By Jennifer Ammoscato
Everything in life is a process. Just ask University of Windsor grads Tristan Boutros BComm ’06 & Jennifer Cardella BA ’06
Boutros, who majored in business, and Cardella, who focused on psychology, not only collaborated on their book, The Basics of Process Improvement—they even applied its principles to planning their wedding.
“Life is full of processes, whether you’re talking about how a business functions, or how to make sure your wedding goes off without a hitch,” says Boutros. “The idea of process improvement is something that goes far beyond the corporate world.”
When it comes to business, Boutros suggests thinking about every company as an ecosystem where everything is interconnected to a wide variety of touch points, both inside and out.
“Process connects it all. How a company operates from day to day within itself and with its suppliers and customers, including people, process and technology, he says. “For example, how an order is placed, right through the entire order to cash process. My job is to make sure things are being handled as efficiently as possible.”
Boutros serves as chief operating officer, Product, Technology & Design, for The New York Times. In that role, he spends his days considering ways to optimize how the 165-year-old news organization operates, and develop solutions which allow it to maintain its high-quality, well- respected product while saving costs.
Boutros, who began in the position in January 2016, brought to it more than 10 years of business, technology, and management consulting experience at such companies as DTE Energy, IAC, BlackBerry, and Warner Music Group. He also holds more than 10 professional designations.
“I’ve always been a process-oriented person,” says Boutros. “Very analytical and organized. It’s in my DNA.”
In university, he focused on marketing and advertising with a minor in computer science.” As a student, he ran his own e-commerce business selling DVDs, Books and CDs. He says that experience was the basis for where he is now.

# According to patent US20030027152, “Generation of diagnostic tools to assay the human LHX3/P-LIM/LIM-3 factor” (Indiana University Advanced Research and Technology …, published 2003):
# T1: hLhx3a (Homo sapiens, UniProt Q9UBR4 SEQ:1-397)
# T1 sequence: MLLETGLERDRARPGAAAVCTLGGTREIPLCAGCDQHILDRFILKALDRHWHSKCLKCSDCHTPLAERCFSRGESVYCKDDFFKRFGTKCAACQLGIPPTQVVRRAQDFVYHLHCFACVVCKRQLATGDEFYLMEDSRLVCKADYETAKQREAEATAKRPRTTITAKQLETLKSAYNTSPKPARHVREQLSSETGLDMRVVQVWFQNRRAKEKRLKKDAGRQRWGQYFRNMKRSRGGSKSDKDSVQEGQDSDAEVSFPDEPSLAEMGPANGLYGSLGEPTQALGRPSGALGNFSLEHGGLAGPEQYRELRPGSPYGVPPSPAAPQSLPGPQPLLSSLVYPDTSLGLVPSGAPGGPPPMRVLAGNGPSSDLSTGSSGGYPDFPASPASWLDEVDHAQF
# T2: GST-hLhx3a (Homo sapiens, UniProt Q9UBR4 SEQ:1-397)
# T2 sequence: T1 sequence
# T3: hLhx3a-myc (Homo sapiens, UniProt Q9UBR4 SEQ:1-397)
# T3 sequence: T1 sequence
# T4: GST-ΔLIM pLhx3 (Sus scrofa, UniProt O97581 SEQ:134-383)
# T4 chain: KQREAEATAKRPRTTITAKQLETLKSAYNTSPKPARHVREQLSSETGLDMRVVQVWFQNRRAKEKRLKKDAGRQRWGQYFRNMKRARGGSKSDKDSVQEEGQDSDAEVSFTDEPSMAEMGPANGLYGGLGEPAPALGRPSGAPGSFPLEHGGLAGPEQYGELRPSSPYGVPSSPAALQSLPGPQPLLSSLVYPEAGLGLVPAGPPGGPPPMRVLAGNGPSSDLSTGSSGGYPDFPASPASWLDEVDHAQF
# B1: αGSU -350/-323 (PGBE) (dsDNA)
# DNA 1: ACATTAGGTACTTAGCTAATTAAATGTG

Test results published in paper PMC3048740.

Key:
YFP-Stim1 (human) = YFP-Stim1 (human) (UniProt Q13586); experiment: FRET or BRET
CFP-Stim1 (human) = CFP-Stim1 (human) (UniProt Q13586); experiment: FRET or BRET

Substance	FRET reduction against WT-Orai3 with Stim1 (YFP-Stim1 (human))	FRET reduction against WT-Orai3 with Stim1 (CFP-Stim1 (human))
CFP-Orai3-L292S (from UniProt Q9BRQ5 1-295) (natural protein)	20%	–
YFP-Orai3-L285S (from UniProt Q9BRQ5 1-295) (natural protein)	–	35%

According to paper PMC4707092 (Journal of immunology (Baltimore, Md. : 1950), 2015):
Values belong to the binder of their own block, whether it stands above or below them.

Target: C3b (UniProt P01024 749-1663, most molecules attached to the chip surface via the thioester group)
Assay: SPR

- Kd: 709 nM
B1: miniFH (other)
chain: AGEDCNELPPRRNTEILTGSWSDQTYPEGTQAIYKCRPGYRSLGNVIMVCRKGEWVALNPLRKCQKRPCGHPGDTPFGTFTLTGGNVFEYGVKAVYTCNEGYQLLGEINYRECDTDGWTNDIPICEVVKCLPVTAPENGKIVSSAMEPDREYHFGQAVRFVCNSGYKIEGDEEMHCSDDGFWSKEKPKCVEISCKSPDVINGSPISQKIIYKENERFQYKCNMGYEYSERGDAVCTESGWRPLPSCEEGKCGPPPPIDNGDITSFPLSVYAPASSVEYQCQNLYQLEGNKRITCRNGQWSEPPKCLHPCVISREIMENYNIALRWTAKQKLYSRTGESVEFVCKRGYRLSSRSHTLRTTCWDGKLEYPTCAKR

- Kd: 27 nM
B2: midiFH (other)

“I learned all about business processes. I dealt with orders, kept track of revenues, and learned how to automate. I was learning about process management without knowing it.”
In his current role, Boutros focuses on the digital side of The New York Times—its robust website and the consumer products it offers, as well as its internal systems. It must compete in a difficult environment in which most newspapers are undergoing large, digital transformations in the wake of declining ad revenues and increasing market pressures.
“My specialty is to come into those difficult transitions, where companies want to be excellent and efficient, and find a way to increase quality while increasing agility and efficiency.”
Jennifer Cardella says her “passion” for process management was ignited courtesy of UWindsor psychology professor Ted Vokes.
“He was a phenomenal professor,” she says. “I took one ofhis courses and we had a great conversation about organizational psychology. I immediately connected to it. I saw how psychology and business go hand-in-hand. He had a large influence over where I am today.”
Post-graduation, Cardella held positions at some of the same places as Boutros, including Pernod Ricard, IAC and Blackberry. Her roles evolved from the accounting department, recruitment and business analysis to project and process management.
Today, she is Vice President, Strategic Vendor Management, and Project Management Office for Viacom, an American media conglomerate that’s home to such brands as MTV, Nickelodeon, VH1, CMT and Comedy Central. She joined the company almost two years ago.
In her role, Cardella is responsible for the vendor management and project management offices. On a day-to-day basis, that might mean making sure that the departments within Technology have the process, tools and services available to execute their projects whether that be internal initiatives or an award show.
“I’m not the project manager delivering the solution,” she explains. “I’m making sure they have the right agile project management tools for both planning and execution. I oversee the greater portfolio.”
Cardella considers herself “in love” with “agile methodology”—a disciplined, project management process that encourages frequent inspection and adaptation, a leadership philosophy that encourages teamwork, self-organization and accountability, a set of engineering best practices to allow for rapid delivery of high-quality software, and a business approach that aligns development with customer needs and company goals.